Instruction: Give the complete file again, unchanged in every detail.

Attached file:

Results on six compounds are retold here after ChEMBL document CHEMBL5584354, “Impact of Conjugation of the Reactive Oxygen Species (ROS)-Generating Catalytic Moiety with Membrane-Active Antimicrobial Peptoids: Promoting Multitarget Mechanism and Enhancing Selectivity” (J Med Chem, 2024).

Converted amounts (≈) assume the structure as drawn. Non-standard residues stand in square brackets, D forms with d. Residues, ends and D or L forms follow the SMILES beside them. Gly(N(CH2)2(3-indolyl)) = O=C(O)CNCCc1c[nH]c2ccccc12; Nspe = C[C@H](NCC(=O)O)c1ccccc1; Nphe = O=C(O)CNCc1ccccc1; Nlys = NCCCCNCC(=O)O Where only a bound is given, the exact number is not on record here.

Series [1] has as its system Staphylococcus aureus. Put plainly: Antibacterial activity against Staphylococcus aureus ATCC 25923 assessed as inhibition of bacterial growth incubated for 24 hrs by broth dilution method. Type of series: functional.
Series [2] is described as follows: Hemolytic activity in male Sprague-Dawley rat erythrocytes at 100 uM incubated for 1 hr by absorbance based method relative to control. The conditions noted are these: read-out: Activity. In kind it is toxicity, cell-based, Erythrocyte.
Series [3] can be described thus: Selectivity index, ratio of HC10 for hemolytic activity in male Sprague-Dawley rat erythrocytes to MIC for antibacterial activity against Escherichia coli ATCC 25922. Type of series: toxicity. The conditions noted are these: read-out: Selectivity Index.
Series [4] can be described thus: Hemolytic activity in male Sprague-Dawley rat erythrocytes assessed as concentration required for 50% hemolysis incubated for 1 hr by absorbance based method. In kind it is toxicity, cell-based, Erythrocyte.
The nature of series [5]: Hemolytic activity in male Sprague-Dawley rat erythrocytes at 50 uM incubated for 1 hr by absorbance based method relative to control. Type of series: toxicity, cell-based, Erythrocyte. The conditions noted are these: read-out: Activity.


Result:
Results on six compounds are retold here after ChEMBL document CHEMBL5584354, “Impact of Conjugation of the Reactive Oxygen Species (ROS)-Generating Catalytic Moiety with Membrane-Active Antimicrobial Peptoids: Promoting Multitarget Mechanism and Enhancing Selectivity” (J Med Chem, 2024).

Converted amounts (≈) assume the structure as drawn. Non-standard residues stand in square brackets, D forms with d. Residues, ends and D or L forms follow the SMILES beside them. Gly(N(CH2)2(3-indolyl)) = O=C(O)CNCCc1c[nH]c2ccccc12; Nspe = C[C@H](NCC(=O)O)c1ccccc1; Nphe = O=C(O)CNCc1ccccc1; Nlys = NCCCCNCC(=O)O Where only a bound is given, the exact number is not on record here.

Series [1] has as its system Staphylococcus aureus. Put plainly: Antibacterial activity against Staphylococcus aureus ATCC 25923 assessed as inhibition of bacterial growth incubated for 24 hrs by broth dilution method. Type of series: functional.
Series [2] is described as follows: Hemolytic activity in male Sprague-Dawley rat erythrocytes at 100 uM incubated for 1 hr by absorbance based method relative to control. The conditions noted are these: read-out: Activity. In kind it is toxicity, cell-based, Erythrocyte.
Series [3] can be described thus: Selectivity index, ratio of HC10 for hemolytic activity in male Sprague-Dawley rat erythrocytes to MIC for antibacterial activity against Escherichia coli ATCC 25922. Type of series: toxicity. The conditions noted are these: read-out: Selectivity Index.
Series [4] can be described thus: Hemolytic activity in male Sprague-Dawley rat erythrocytes assessed as concentration required for 50% hemolysis incubated for 1 hr by absorbance based method. In kind it is toxicity, cell-based, Erythrocyte.
The nature of series [5]: Hemolytic activity in male Sprague-Dawley rat erythrocytes at 50 uM incubated for 1 hr by absorbance based method relative to control. Type of series: toxicity, cell-based, Erythrocyte. The conditions noted are these: read-out: Activity.